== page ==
(<35 keV); however, its proton sensors detecting energies
greater than 35 keV remain operational as well as its electron
and X-ray channels. All other instruments are fully operational.
UARS data is processed at the Central Data Handling Facility (CDHF), at
Goddard Space Flight Center. UARS data is transferred to Goddards
Distributed Active Archive Center (DAAC) for public distribution
It is impossible to rank the major scientific discoveries from UARS in
order of importance. Each of the 10 instruments has produced high quality
data and important unique or complementary results.
Here are ten
significant scientific achievements by UARS instruments.
[ Top ]
- Seasonal mapping of chlorine radicals and reservoirs in the lower
A few months after launch, MLS was able to map ClO (chlorine monoxide -
an ozone destroying radical) within the Arctic vortex showing the
extent of ClO formation and its close association with polar
stratospheric cloud formation temperatures. Not only was this was an
important confirmation of earlier aircraft results, but it also showed
the extent of the zone of elevated ClO. Since these initial
observations UARS has continued to monitor both the Arctic and
Antarctic late winter-spring ozone depletions. The northern hemisphere
depletion in January-March 1996 was the largest ever.
- Containment of polar vortex chemistry within the vortex region.
At the time of the launch of UARS some scientists speculated that the
ozone destroying chemicals within the polar vortex would leak to
mid-latitudes. Other scientists argued from a dynamical perspective
that containment of the chemicals must occur. It was not until the
launch of UARS and the mapping of trace species by UARS instruments
that containment could be demonstrated.
- Descent in the center of the polar vortex.
HALOE scientists were the first to notice very low concentrations of
the long lived trace gas methane (CH4) in the center of the spring
Antarctic polar vortex. Analysis showed that very low values of methane
exist within the mid and upper stratosphere in late fall and these
values descend to the lower stratosphere by late spring, a net change
12-15 km over six months. This amount of descent is remarkable in any
part of the atmosphere, and was later confirmed by measurements by
CLAES (N2O, and CH4) and ISAMS (N2O and CO).
- Infrared mapping of aerosols and PSCs.
Mt. Pinatubo erupted on June 15, 1991 injecting up to 20 megatons of
sulfur dioxide directly into the stratosphere. Reaction of SO2 with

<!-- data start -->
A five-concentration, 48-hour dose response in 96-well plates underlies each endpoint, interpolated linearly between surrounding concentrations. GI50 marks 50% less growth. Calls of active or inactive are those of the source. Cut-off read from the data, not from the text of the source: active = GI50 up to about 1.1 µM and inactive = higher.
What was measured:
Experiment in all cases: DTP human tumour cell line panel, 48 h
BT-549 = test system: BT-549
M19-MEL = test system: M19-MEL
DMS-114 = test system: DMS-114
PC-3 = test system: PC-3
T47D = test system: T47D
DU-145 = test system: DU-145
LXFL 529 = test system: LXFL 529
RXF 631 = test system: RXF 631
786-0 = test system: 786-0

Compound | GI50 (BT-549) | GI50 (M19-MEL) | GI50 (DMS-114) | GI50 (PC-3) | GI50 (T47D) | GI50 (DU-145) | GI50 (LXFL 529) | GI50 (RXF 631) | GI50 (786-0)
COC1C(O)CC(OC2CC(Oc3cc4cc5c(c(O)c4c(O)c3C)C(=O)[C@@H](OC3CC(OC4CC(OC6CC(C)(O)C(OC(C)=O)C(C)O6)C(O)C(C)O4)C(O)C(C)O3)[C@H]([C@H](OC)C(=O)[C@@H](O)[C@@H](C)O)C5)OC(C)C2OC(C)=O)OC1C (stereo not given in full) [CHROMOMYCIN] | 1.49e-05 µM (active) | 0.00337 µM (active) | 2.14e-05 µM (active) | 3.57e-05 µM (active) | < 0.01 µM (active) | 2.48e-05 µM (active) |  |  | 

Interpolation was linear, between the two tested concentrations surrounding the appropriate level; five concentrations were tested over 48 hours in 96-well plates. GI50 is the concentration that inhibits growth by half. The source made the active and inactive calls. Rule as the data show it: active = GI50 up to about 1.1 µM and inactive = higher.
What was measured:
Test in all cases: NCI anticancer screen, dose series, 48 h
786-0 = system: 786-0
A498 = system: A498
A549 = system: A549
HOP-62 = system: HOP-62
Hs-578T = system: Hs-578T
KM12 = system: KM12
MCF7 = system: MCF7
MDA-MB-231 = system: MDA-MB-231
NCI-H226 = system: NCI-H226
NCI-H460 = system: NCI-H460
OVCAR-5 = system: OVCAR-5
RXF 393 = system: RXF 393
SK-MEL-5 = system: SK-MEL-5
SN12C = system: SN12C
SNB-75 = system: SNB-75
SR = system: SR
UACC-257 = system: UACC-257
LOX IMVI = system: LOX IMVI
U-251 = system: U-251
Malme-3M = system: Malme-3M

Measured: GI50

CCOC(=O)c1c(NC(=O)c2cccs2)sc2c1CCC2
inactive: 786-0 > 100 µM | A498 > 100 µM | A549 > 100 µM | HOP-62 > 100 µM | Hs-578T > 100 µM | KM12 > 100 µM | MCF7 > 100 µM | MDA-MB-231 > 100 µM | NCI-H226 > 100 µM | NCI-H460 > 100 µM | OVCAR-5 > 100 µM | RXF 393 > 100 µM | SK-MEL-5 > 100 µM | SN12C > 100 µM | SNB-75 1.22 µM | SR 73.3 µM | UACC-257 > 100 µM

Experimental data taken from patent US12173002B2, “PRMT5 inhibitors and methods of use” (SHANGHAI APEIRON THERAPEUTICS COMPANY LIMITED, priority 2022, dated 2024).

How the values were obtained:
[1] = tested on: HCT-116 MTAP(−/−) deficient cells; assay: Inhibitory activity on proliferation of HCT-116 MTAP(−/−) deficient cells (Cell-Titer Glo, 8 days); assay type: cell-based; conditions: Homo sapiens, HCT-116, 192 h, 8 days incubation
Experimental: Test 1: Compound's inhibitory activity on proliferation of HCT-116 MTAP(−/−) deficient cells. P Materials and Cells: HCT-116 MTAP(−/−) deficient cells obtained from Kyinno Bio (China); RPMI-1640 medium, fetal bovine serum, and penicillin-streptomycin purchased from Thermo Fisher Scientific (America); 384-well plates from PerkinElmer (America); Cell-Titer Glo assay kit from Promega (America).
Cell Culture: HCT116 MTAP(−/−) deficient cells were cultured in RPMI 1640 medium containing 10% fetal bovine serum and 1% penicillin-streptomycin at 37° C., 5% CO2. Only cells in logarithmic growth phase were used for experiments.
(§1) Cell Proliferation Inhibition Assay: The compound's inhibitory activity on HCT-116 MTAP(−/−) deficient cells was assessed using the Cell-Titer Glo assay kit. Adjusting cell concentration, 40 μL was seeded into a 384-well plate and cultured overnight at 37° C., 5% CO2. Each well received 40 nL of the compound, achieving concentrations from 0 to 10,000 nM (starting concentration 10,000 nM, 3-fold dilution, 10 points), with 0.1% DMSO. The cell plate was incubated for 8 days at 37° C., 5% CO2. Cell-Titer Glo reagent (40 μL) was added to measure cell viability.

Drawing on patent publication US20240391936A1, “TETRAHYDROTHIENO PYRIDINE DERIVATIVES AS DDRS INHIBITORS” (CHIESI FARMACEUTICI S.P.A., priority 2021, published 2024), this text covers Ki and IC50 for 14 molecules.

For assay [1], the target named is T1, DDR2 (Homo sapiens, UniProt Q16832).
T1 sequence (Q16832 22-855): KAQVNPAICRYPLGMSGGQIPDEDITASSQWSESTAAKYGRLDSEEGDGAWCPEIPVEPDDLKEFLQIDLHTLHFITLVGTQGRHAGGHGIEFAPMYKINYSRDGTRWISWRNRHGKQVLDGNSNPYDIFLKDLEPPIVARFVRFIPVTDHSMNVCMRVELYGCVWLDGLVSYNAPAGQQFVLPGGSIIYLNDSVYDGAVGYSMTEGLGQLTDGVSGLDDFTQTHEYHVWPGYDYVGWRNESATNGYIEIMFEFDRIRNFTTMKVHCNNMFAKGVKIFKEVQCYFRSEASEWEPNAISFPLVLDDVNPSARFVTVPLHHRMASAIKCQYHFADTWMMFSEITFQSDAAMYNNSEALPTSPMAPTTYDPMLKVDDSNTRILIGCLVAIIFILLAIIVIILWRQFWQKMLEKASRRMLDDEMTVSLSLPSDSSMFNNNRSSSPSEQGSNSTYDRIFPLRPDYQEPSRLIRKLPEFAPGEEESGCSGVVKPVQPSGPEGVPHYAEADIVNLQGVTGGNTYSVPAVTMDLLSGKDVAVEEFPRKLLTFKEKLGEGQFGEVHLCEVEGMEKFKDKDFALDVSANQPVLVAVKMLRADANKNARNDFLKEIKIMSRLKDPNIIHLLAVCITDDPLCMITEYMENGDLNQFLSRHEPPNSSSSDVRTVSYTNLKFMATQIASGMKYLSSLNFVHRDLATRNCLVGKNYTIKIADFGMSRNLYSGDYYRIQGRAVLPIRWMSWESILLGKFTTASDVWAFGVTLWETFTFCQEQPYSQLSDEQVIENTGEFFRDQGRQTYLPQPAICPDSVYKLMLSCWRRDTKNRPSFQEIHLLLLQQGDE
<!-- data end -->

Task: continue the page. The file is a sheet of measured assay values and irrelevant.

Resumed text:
stratospheric OH produces sulfuric acid which condenses into aerosols
at stratospheric temperatures and pressures. UARS observations by the
instruments CLAES, HALOE and ISAMS were used to track the aerosol cloud
from its IR emissions. This is the first near synoptic mapping of
volcanic aerosol layers.
- First direct measurement of winds from space.
Both WINDII and HRDI on UARS were built to measure winds from space.
Although the techniques are different, both rely on the Doppler shift
of an oxygen emission line in the mesosphere. HRDI, additionally
detects daytime stratospheric winds using the Doppler shift of an
oxygen absorption line in the stratosphere. These are the first remote
space born wind sounders. HRDI and WINDII both have been able to give
the first complete global picture of the atmospheric tide. HRDI has
also been able to measure the tropical quasibiennial oscillation winds
in the stratosphere.
- First global maps of chlorofluorocarbons and their products from
Some people outside the scientific community believe that
chlorofluorocarbons are not responsible for ozone loss at the poles.
They argue that chlorofluorocarbons are heavy molecules and will never
rise into the stratosphere. High levels of observed stratospheric
chlorine are due to volcanic activity, they argue.
CLAES has detected both CFCl3 (F11) and CF2Cl2 (F12) in the
stratosphere. Both are found to decrease strongly with altitude above
the tropopause. As the chlorofluorocarbons are breakdown in the
stratosphere, they release Cl and F which form HF and HCl. HF is a
long lived trace gas with no important natural sources. HALOE has
detected HF and Hcl in the stratosphere and found that both increases
with altitude as the CFCs decrease and are increasing with time.
- Tropical transport in the stratosphere.
The long lifetime of the UARS mission has lead to some remarkable trace
gas trend information. One of the more dramatic observations has been
the vertical transport of water vapor upward in the tropical
stratosphere. The amount of water vapor entering the stratosphere